1. I think some writers (not necessarily ARY) are unwilling to relinquish their special status as writers in world where the boundaries between creators and consumers are increasingly blurry. This is how an increasing number of fans are interacting with text. I’m okay with it, personally. I’d be quite flattered, and I don’t think anything a fanficcer writes for enjoyment takes away from my own text. Quite the contrary. I just don’t see it as any different than a critical essay. It’s just another way of exploring the work. In an age of interactive video games, fan fic seems quite natural to me.

    It sounds like a control/power issue to me. Not being able to let go of who reads your text and what they do with it for their own pleasure.

  2. A great couple of posts, Paul, and thanks for sharing them. I have to say I’m with you on this one, although I should disclose that I cut my teeth on fanfic.

    I think Jeremy’s point, above, about the “special status” of writers is an important one. It’s certainly a shiny gold star I’ve been more than happy to pin to my lapel when I’ve felt the need or urge to impress. And work like fanfic really does blur the boundaries.

    One issue that no one’s raised yet is that some people might dislike fanfic because, in short, a lot of it is so offensively awful. Appalling prose and horrifying storytelling. That will put people off, especially if their early encounters with fanfic are constituted by such experiences. But it should also be noted that I’ve read good fiction under the label fanfic – good enough that I returned to it many times.

    Judging by A. R. Yngve’s questions to you, I think he has a certain conception of fanfic that may not align with others, most significantly the opinions of fanfic writers. Of particular concern to him seems to be an issue of writers not being allowed time to continue writing in the milieu of their own creation. This implies an assumption that even a sizeable majority of fanfic is written as a continuation of an unfinished story arc, which is clearly not the case after even a cursory browse of a fanfic community website. People are as interested in introducing new characters to a “neutral” version of said milieu – i.e. at a point in time when the author’s own story arc will not move forwards but the fanficcer has a basis from which to tell their own story. Then there are alternative histories, character spinoffs, fic mash-ups, and so on. Fanfic isn’t necessarily about playing with your /plot/ so much as your characters, worldbuilding, and – in the best cases – your unspoken political and social assumptions. There have been examples of fanfic putting a new spin on old stories in the same was as Jean Rhys approached ‘Jane Eyre’ with ‘Wide Sargasso Sea’.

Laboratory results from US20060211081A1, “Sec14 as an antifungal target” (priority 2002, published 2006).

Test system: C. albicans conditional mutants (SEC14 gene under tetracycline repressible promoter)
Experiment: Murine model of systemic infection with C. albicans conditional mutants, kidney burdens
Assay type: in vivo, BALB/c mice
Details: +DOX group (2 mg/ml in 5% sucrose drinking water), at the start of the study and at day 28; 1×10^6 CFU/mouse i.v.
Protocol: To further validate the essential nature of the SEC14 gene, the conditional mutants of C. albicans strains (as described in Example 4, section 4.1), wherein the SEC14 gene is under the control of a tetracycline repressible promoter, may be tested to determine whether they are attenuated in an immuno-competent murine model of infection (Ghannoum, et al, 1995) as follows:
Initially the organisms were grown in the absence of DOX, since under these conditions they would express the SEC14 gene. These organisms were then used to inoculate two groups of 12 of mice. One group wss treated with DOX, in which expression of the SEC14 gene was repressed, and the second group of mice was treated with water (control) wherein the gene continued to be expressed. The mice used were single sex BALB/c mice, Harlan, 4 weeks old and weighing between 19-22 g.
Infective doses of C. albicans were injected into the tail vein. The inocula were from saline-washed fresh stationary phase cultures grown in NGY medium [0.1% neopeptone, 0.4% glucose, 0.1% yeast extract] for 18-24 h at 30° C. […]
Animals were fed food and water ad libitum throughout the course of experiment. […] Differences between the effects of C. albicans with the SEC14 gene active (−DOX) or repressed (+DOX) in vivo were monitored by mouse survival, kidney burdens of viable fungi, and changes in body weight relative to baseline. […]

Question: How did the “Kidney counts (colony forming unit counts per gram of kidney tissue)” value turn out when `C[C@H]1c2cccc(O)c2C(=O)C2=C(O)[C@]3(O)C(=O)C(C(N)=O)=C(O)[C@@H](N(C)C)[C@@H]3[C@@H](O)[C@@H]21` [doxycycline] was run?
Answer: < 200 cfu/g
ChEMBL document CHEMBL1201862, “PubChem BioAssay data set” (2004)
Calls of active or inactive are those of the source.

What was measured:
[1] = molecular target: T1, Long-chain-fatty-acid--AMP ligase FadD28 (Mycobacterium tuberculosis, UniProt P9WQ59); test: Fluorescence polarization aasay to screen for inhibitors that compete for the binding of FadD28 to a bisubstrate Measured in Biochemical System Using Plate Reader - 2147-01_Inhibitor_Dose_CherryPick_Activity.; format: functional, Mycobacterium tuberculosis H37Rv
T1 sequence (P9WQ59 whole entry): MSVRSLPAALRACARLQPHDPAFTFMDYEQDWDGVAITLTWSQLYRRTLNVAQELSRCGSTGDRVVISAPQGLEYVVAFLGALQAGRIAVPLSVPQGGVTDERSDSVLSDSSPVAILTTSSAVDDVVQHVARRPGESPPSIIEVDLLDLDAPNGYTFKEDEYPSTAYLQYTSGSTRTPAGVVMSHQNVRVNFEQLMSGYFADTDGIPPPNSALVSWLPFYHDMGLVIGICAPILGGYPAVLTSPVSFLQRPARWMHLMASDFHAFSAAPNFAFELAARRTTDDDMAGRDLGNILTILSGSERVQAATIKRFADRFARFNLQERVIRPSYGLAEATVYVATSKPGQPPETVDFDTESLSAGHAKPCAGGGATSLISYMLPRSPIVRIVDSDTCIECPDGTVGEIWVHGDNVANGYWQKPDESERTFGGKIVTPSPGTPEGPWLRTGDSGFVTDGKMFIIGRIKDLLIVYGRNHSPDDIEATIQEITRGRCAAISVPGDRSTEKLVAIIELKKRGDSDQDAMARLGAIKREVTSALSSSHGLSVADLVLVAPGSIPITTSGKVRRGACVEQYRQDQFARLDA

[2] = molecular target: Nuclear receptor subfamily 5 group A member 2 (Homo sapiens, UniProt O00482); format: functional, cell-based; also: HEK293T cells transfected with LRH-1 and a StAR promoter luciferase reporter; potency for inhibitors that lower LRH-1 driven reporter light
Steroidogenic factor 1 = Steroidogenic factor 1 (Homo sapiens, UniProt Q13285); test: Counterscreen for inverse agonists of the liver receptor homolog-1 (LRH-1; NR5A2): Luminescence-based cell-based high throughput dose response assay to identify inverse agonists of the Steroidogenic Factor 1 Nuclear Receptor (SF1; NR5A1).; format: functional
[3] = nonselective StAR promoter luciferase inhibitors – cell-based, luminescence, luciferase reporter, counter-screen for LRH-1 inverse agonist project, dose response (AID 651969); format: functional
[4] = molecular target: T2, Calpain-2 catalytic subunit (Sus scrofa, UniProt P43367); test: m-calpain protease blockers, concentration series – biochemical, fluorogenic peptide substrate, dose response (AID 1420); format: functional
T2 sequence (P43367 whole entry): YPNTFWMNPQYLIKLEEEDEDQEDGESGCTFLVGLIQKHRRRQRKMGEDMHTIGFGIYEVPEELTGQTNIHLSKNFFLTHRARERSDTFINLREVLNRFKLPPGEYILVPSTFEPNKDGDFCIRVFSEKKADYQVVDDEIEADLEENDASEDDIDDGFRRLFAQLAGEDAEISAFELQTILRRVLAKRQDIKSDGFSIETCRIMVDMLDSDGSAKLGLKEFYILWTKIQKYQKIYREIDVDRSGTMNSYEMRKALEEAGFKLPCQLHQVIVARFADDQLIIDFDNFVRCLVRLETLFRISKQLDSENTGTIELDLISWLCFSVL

Taking a different line of argument: some people may try and /continue/ the author’s story, sure, but even this is probably an act of impatience because they want to know what happens next. And how can this be imagined to be a negative thing? It’s an act of obsession, of sorts, and that sort of fannish obsession is something a writer should be pleased to see – not desperate to stamp out.